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Adults with autism spectrum disorder who use Facebook in moderation tend to be happier than those who do not, finds a new study.
The study showed that Facebook in moderation may also enhance their well-being as well as act as a protective factor against co-occurring psychiatric conditions like depression.
However, the finding could not be generalised to overall use of social media, because the same was not true of those who used Twitter.
The ability to interact with others on Facebook, instead of in more challenging face-to-face interactions may help protect these individuals against mental health issues associated with autism spectrum disorder such as depression, said researchers including Deborah Ward from the Fielding Graduate University in California.
Face-to-face social interactions pose particular difficulties for people with autism because of the difficulty in understanding non-verbal communication, decoding thoughts and feelings, and responding quickly.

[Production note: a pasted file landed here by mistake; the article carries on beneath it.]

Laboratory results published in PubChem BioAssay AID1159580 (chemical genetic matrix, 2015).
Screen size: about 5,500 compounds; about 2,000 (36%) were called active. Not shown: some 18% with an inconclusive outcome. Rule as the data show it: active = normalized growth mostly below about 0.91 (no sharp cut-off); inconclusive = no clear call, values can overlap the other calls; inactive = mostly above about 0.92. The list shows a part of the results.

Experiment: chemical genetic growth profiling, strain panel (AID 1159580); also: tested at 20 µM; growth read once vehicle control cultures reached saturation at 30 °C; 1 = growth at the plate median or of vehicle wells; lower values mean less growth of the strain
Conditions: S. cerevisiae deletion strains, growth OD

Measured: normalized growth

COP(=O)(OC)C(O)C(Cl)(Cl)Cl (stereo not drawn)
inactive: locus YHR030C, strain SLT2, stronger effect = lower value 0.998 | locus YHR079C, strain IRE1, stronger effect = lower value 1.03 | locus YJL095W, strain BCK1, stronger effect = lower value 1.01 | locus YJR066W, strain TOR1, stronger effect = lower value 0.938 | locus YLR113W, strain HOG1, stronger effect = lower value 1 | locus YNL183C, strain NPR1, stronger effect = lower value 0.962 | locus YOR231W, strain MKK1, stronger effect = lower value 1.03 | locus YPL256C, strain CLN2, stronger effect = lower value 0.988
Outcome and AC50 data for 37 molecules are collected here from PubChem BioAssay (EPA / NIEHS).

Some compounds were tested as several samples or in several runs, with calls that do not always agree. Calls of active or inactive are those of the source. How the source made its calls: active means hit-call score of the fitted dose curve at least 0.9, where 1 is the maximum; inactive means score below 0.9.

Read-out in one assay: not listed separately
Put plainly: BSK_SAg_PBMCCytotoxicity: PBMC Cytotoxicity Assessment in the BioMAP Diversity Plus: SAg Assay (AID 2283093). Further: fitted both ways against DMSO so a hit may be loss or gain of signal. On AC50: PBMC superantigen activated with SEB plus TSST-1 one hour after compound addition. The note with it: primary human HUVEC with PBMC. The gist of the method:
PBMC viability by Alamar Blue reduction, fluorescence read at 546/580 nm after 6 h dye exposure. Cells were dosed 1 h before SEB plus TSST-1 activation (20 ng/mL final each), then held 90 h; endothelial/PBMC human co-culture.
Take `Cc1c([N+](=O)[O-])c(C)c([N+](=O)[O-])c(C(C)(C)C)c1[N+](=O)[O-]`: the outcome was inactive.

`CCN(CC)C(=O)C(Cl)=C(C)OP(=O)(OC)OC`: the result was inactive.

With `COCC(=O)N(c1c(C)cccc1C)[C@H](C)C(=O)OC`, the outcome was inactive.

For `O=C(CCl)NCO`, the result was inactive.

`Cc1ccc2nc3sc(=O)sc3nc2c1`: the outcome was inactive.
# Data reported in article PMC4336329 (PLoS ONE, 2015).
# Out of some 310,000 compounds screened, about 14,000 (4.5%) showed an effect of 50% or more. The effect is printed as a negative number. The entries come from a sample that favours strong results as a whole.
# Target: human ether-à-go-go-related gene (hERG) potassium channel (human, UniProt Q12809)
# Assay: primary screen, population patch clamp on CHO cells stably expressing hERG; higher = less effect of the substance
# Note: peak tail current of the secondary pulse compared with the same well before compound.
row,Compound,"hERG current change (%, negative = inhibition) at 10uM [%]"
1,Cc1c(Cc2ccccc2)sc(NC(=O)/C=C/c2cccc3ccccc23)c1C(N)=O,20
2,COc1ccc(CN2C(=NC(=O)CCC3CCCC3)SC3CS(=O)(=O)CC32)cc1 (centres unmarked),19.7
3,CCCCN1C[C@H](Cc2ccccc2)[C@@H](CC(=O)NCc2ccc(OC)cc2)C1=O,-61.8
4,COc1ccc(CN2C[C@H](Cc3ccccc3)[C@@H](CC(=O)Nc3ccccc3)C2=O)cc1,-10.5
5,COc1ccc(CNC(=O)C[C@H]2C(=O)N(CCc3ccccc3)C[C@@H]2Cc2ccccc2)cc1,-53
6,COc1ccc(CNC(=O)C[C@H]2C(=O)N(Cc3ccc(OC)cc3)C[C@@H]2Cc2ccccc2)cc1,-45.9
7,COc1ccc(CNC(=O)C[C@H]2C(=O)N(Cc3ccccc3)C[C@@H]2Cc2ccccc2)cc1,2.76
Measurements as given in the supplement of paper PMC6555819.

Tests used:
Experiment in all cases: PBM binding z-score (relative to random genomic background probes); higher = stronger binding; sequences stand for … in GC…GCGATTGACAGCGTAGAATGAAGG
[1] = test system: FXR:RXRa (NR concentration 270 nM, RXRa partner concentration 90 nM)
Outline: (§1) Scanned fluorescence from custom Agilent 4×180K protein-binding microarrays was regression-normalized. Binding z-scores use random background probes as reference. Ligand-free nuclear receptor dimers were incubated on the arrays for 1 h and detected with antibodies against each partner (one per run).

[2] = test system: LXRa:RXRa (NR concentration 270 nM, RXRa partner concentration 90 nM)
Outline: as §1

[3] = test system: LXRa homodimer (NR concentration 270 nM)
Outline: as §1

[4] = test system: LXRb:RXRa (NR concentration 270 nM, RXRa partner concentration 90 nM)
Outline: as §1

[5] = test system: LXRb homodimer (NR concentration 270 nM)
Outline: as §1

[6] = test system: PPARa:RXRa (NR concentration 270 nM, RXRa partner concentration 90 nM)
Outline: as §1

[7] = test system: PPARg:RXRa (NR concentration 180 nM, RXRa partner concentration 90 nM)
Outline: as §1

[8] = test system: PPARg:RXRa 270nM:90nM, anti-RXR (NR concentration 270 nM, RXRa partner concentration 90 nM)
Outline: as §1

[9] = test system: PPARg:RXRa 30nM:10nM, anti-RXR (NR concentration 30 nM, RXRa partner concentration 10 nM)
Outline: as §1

Although decreased interest in social interactions is diagnostic of autism, a growing body of research indicates that many people with autism desire friendships and experience loneliness.
Social media may offer a platform for social connections that alleviate these needs in those with autism, by offering more time to think about responses and use of verbal text and emoticons, the researchers noted.
The results appear in the journal Cyberpsychology, Behavior, and Social Networking.
For the study, the team enrolled a small population of 106 participants with autism.
Participants used Facebook, Twitter, on average 2.3 hours a day, with 4.5 average hours of combined use.
Over 50 per cent participants who used Facebook, were happier than those who did not.
Moreover, while happiness and Facebook use increased together up to a certain point, the beneficial effect of social media use then waned, the researchers said.
Future research is needed to examine the effects of Facebook use on symptoms of depression and anxiety common in this population, the researchers said.